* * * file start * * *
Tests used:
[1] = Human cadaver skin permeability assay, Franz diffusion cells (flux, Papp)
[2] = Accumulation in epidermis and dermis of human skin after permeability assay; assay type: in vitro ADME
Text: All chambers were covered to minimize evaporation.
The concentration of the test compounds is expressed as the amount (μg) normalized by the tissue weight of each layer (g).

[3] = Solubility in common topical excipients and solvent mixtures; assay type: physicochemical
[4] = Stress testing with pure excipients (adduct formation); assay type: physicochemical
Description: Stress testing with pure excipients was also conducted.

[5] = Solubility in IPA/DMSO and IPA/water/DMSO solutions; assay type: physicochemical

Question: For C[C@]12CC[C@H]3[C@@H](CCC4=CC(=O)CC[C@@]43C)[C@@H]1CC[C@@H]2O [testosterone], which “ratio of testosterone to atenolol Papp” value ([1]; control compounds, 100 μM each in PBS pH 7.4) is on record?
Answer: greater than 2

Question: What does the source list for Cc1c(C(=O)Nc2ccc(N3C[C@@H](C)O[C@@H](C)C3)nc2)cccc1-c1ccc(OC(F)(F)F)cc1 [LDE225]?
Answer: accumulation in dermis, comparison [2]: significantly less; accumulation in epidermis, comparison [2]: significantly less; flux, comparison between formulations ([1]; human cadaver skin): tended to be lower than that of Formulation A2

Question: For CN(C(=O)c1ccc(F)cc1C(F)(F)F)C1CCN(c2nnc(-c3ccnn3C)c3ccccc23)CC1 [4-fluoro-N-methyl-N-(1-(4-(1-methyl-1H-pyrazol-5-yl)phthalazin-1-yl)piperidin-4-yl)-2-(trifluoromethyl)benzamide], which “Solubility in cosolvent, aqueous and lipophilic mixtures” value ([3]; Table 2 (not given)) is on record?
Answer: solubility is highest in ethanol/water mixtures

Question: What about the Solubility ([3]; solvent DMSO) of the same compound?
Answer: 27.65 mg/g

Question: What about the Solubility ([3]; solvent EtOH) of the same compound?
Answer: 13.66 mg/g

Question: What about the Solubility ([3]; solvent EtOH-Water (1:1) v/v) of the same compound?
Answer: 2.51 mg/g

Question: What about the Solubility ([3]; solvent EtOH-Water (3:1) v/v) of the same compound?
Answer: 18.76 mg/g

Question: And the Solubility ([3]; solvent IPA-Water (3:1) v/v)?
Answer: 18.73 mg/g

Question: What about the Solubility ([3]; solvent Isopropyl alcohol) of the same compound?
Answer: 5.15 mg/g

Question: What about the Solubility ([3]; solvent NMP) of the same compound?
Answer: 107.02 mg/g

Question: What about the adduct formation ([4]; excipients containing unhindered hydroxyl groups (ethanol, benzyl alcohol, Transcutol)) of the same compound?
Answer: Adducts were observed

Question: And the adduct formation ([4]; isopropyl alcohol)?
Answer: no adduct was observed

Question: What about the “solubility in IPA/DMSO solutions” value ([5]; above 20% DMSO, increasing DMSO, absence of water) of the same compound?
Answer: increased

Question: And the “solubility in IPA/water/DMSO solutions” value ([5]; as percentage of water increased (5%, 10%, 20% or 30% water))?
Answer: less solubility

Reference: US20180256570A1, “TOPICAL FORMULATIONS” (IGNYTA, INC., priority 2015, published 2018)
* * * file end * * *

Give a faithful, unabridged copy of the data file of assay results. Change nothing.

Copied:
Tests used:
[1] = Human cadaver skin permeability assay, Franz diffusion cells (flux, Papp)
[2] = Accumulation in epidermis and dermis of human skin after permeability assay; assay type: in vitro ADME
Text: All chambers were covered to minimize evaporation.
The concentration of the test compounds is expressed as the amount (μg) normalized by the tissue weight of each layer (g).

[3] = Solubility in common topical excipients and solvent mixtures; assay type: physicochemical
[4] = Stress testing with pure excipients (adduct formation); assay type: physicochemical
Description: Stress testing with pure excipients was also conducted.

[5] = Solubility in IPA/DMSO and IPA/water/DMSO solutions; assay type: physicochemical

Question: For C[C@]12CC[C@H]3[C@@H](CCC4=CC(=O)CC[C@@]43C)[C@@H]1CC[C@@H]2O [testosterone], which “ratio of testosterone to atenolol Papp” value ([1]; control compounds, 100 μM each in PBS pH 7.4) is on record?
Answer: greater than 2

Question: What does the source list for Cc1c(C(=O)Nc2ccc(N3C[C@@H](C)O[C@@H](C)C3)nc2)cccc1-c1ccc(OC(F)(F)F)cc1 [LDE225]?
Answer: accumulation in dermis, comparison [2]: significantly less; accumulation in epidermis, comparison [2]: significantly less; flux, comparison between formulations ([1]; human cadaver skin): tended to be lower than that of Formulation A2

Question: For CN(C(=O)c1ccc(F)cc1C(F)(F)F)C1CCN(c2nnc(-c3ccnn3C)c3ccccc23)CC1 [4-fluoro-N-methyl-N-(1-(4-(1-methyl-1H-pyrazol-5-yl)phthalazin-1-yl)piperidin-4-yl)-2-(trifluoromethyl)benzamide], which “Solubility in cosolvent, aqueous and lipophilic mixtures” value ([3]; Table 2 (not given)) is on record?
Answer: solubility is highest in ethanol/water mixtures

Question: What about the Solubility ([3]; solvent DMSO) of the same compound?
Answer: 27.65 mg/g

Question: What about the Solubility ([3]; solvent EtOH) of the same compound?
Answer: 13.66 mg/g

Question: What about the Solubility ([3]; solvent EtOH-Water (1:1) v/v) of the same compound?
Answer: 2.51 mg/g

Question: What about the Solubility ([3]; solvent EtOH-Water (3:1) v/v) of the same compound?
Answer: 18.76 mg/g

Question: And the Solubility ([3]; solvent IPA-Water (3:1) v/v)?
Answer: 18.73 mg/g

Question: What about the Solubility ([3]; solvent Isopropyl alcohol) of the same compound?
Answer: 5.15 mg/g

Question: What about the Solubility ([3]; solvent NMP) of the same compound?
Answer: 107.02 mg/g

Question: What about the adduct formation ([4]; excipients containing unhindered hydroxyl groups (ethanol, benzyl alcohol, Transcutol)) of the same compound?
Answer: Adducts were observed

Question: And the adduct formation ([4]; isopropyl alcohol)?
Answer: no adduct was observed

Question: What about the “solubility in IPA/DMSO solutions” value ([5]; above 20% DMSO, increasing DMSO, absence of water) of the same compound?
Answer: increased

Question: And the “solubility in IPA/water/DMSO solutions” value ([5]; as percentage of water increased (5%, 10%, 20% or 30% water))?
Answer: less solubility

Reference: US20180256570A1, “TOPICAL FORMULATIONS” (IGNYTA, INC., priority 2015, published 2018)